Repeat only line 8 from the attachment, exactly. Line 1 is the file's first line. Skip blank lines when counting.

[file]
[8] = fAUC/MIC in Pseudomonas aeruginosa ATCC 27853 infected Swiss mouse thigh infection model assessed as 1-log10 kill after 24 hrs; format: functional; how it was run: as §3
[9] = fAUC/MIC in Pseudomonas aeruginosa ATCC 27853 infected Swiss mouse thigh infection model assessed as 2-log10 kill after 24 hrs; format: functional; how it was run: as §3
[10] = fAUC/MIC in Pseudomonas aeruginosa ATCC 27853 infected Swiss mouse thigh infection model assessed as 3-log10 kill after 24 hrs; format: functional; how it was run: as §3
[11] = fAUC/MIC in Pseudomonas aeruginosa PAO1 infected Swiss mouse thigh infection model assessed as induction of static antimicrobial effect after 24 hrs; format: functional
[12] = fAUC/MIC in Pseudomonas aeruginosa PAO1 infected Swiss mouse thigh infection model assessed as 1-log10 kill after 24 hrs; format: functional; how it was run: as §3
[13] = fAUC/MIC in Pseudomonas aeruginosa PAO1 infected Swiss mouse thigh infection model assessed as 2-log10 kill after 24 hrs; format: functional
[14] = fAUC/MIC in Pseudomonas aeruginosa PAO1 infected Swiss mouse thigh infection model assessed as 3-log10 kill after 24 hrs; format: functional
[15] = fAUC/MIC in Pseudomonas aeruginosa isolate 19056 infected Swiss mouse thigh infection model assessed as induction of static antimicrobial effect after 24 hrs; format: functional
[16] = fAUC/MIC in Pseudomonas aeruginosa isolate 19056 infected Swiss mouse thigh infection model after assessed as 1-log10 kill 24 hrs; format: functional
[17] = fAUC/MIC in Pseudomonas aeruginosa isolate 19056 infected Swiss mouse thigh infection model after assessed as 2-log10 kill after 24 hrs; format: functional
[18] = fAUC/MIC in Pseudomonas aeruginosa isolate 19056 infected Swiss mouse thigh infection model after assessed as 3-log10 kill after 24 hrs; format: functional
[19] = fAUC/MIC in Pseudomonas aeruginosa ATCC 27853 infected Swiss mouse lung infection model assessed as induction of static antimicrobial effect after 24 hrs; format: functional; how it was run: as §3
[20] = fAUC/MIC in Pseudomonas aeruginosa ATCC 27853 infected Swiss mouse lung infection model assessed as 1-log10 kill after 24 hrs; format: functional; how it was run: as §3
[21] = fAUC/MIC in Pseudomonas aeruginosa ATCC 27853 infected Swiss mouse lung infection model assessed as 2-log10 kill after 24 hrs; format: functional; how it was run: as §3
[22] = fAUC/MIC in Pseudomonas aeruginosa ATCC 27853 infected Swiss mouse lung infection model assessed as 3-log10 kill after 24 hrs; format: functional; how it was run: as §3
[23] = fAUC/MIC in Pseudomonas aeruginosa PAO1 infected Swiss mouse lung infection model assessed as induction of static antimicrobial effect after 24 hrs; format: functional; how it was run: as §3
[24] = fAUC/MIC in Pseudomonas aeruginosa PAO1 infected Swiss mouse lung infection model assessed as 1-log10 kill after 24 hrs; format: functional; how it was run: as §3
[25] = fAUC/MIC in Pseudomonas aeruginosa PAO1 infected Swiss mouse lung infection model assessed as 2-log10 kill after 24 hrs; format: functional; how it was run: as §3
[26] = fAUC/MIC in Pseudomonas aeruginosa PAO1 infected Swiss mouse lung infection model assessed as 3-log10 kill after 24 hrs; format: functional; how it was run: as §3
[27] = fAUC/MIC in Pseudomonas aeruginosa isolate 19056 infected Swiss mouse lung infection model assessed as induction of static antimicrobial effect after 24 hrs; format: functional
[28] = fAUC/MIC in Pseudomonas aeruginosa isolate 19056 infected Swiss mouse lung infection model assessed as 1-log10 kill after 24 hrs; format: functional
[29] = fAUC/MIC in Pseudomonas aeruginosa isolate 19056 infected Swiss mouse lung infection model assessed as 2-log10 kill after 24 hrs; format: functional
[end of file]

[15] = fAUC/MIC in Pseudomonas aeruginosa isolate 19056 infected Swiss mouse thigh infection model assessed as induction of static antimicrobial effect after 24 hrs; format: functional